It is absolutely no consolation but I think of people in an identical circumstance in a place like the Ukraine. Their loved ones are gone, there may be no family left to share the grief, no home or any familiarity for shelter, no food. Shattered bodies lay in the rubble-strewn streets. There is a smell of decay and soot and torn earth.
I try to find solace in the love received from my family and friends, it truly is a comfort. Yet for the time being I travel in a place I do not know, nor want to. I find myself in a dark labyrinth of caves. I do not know which way to crawl, I can see nothing. This will pass. Life will go on, with or without me, all I need is to grasp a single thread to follow back toward where I can see well enough to find the path ahead. I try to imagine that Rachel and Jack, who loved each other dearly, have found each other in some beautiful place and have each again found the bliss they used to share. Meanwhile, Rachel’s own little dog is utterly confused and I cannot image the wee beast being alone with her for days after she had died. Little Ayre is a living extension of our daughter’s existence and we will cherish her.
We had no chance to say goodbye to our daughter. And my message to you is to understand that every time you say farewell to anyone, it may be the last time. Life is like that, it is fragile. Don’t leave anything unfinished, leave no regrettable words, tell them you love them, hug your children every chance you get. Happy Easter.
“How lucky I am to have something that makes saying goodbye so hard.”Winnie The Pooh
A friend and reader responded to my last blog with a note about a CBC story she’d seen. A Canadian veterinarian and his daughter have gone to the Ukraine to help out. I checked it out. Kudos to Dr. Cliff Redford. At great personal risk you are making a positive difference in an unseen corner of this humanitarian tragedy. So far, two people have died while transporting rescued animals out of the war zone. There is a huge population of dogs, cats and other creatures which were abandoned. Some are injured, some suffering from acute hunger and thirst and illness. And, I don’t recall anyone ever being shot at by a dog.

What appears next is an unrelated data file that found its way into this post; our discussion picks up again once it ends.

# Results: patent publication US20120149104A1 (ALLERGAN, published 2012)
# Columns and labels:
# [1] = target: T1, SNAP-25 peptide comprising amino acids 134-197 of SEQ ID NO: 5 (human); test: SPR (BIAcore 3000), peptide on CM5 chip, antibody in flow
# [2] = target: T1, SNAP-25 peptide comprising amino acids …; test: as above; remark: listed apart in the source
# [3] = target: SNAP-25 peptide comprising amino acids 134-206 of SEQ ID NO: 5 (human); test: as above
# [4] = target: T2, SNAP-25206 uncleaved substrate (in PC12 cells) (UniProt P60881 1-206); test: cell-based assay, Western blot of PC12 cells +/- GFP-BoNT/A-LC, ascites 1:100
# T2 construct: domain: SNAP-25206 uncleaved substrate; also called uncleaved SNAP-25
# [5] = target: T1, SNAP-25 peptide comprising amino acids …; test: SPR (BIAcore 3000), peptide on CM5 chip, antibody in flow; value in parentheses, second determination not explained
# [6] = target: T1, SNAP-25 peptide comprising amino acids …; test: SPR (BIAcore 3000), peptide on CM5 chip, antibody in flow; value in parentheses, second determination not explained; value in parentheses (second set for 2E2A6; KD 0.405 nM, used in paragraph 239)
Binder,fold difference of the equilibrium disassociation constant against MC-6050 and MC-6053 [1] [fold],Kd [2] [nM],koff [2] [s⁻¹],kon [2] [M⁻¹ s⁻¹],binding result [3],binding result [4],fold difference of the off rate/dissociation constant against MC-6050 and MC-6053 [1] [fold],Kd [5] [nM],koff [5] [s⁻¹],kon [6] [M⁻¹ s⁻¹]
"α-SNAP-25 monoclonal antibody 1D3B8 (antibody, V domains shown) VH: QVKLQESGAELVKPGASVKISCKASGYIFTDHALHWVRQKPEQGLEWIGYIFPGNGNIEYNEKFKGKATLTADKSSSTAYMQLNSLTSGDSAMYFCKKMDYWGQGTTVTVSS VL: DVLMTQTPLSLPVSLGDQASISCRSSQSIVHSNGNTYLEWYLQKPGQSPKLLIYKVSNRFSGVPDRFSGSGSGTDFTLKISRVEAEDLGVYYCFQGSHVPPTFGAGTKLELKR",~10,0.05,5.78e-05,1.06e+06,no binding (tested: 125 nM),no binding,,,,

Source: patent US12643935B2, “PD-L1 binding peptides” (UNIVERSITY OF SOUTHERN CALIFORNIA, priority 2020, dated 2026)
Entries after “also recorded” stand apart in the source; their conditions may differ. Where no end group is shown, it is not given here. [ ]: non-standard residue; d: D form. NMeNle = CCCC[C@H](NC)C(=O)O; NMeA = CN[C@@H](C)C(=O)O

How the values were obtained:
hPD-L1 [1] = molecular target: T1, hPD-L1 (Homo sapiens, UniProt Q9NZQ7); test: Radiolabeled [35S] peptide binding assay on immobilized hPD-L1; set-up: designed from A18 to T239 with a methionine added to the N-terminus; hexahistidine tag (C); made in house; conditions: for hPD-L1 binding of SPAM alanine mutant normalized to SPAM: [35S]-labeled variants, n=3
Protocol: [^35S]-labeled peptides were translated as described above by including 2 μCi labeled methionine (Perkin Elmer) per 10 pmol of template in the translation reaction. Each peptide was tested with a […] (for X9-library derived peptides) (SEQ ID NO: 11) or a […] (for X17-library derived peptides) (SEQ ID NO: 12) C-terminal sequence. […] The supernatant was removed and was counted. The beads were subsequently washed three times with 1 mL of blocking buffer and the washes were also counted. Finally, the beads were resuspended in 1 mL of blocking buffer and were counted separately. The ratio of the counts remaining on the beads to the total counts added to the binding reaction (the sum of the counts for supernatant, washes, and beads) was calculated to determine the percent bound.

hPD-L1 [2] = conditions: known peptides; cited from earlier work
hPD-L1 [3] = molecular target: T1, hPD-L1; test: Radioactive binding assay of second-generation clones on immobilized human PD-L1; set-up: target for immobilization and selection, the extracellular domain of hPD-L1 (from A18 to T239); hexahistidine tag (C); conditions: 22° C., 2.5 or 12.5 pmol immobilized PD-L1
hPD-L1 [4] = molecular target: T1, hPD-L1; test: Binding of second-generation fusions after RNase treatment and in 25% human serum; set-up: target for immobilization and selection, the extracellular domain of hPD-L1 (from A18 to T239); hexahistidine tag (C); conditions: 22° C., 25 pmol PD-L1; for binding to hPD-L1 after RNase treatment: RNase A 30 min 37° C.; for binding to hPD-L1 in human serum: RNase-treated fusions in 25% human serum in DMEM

It is horrible. What a terrible decision to have to make. You can only take what you can carry and so often the pet just has to stay behind. Other folks have chosen to leave their stuff and bring their pet. I know the choice I would make. Then I stumbled across stories about hungry Russian troops raping women and eating dogs. I recall accounts from German civilians at the end of the second world war as Russian marched into East Germany. The civilians had already endured a horrific ordeal and the war’s end brought them no liberation. I have also heard accounts of how we, the good guys, are just as capable of the same atrocities. Some things never change, we’re still the same beasts we always were. I began to research an avenue for adopting a Ukrainian dog but all the online contacts I’ve found seem suspicious to me. There will be legitimate means established to adopt dogs eventually but in the meantime I’ll just have to keep looking.